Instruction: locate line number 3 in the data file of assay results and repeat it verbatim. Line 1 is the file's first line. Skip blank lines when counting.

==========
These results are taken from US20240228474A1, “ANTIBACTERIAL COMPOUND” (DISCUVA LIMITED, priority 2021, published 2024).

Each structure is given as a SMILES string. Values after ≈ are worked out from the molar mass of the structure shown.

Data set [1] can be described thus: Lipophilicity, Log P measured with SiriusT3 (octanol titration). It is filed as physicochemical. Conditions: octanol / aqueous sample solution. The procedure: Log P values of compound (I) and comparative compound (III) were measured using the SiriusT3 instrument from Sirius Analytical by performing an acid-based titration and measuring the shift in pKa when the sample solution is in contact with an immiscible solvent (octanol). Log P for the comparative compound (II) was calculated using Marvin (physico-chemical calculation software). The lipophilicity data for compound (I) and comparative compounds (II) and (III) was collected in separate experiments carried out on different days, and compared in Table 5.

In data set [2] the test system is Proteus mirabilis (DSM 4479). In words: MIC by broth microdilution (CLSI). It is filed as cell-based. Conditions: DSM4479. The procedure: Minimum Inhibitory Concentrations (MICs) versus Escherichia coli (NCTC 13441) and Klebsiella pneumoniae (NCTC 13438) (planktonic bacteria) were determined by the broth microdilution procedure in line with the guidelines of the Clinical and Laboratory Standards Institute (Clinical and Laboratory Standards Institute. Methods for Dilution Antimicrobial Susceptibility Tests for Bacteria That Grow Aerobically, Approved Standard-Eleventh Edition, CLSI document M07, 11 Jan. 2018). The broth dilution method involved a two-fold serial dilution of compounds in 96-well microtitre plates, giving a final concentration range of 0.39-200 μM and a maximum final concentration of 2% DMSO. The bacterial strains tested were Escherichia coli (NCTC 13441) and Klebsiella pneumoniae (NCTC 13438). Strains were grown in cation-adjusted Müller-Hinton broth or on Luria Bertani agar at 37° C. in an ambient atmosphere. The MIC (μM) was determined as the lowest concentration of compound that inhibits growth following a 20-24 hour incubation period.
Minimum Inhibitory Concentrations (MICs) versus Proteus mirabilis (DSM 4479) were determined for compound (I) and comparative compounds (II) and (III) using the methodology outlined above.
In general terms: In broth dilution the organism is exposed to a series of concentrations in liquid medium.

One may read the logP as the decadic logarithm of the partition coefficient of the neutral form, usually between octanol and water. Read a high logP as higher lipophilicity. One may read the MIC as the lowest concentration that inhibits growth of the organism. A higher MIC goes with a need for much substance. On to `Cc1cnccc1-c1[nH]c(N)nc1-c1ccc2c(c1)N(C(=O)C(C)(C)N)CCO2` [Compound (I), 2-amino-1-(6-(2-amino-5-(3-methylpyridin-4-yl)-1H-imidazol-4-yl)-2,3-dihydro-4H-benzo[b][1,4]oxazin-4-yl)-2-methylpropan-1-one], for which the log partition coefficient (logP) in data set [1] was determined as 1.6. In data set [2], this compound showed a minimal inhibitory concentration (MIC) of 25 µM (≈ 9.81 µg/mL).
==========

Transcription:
Data set [1] can be described thus: Lipophilicity, Log P measured with SiriusT3 (octanol titration). It is filed as physicochemical. Conditions: octanol / aqueous sample solution. The procedure: Log P values of compound (I) and comparative compound (III) were measured using the SiriusT3 instrument from Sirius Analytical by performing an acid-based titration and measuring the shift in pKa when the sample solution is in contact with an immiscible solvent (octanol). Log P for the comparative compound (II) was calculated using Marvin (physico-chemical calculation software). The lipophilicity data for compound (I) and comparative compounds (II) and (III) was collected in separate experiments carried out on different days, and compared in Table 5.